Ousted S. Korea President's New Problem: Her Dogs
Park is being investigated for animal abandonment
By Newser Editors and Wire Services
Posted Mar 15, 2017 3:57 AM CDT
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Supporters of ousted South Korean President Park Geun-hye gather in front of her private home in Seoul, South Korea, Wednesday, March 15, 2017. South Korean prosecutors said Wednesday they plan to summon and question Park next week over a corruption scandal that removed her from office.   (Ahn Young-joon)
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(Newser) – It was hard to imagine that ousted President Park Geun-hye could get any more unpopular in South Korea—until she moved out of the presidential palace and left her nine dogs behind. Just days after being removed from office by the Constitutional Court over a massive corruption scandal, an animal rights group accused Park of animal abandonment for not bringing the dogs with her, the AP reports. Park's neighbors had given her a pair of Jindo dogs, a Korean breed of hunting dogs, when she left for the presidential Blue House in 2013. The dogs recently gave birth to seven puppies, which are now considered too young to be separated from their mother, a Blue House spokesman says.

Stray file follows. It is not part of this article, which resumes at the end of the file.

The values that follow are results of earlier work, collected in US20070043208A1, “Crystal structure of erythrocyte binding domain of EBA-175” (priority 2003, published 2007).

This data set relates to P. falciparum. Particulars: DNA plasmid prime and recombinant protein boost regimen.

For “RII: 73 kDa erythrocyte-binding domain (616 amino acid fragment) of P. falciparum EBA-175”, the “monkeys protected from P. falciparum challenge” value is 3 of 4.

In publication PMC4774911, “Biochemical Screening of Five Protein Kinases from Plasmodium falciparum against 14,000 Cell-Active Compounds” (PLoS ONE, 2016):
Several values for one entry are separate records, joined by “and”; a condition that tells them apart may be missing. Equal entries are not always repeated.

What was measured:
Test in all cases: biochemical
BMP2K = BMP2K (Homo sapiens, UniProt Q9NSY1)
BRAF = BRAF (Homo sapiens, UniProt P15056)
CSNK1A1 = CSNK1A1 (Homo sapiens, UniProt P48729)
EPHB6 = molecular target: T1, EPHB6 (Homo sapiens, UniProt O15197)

The spokesman says the dogs will stay at the presidential palace until they're ready to be sent to new owners. Park told staff members to take good care of the dogs before vacating the Blue House on Sunday, he says. Park's decision to leave the dogs behind touched off a heated reaction from dog lovers, who flooded social media with angry remarks. Kim Ae Ra, who heads the Korea Alliance for the Prevention of Cruelty to Animals, said the group filed a complaint Monday with South Korea's Anti-Corruption and Civil Rights Commission over Park's dogs. The commission then asked the National Police Agency to look into it. Animal abandonment is punishable by a fine of up to $873. People who fail to report an ownership change in pets within 30 days can also face fines of up to $436.

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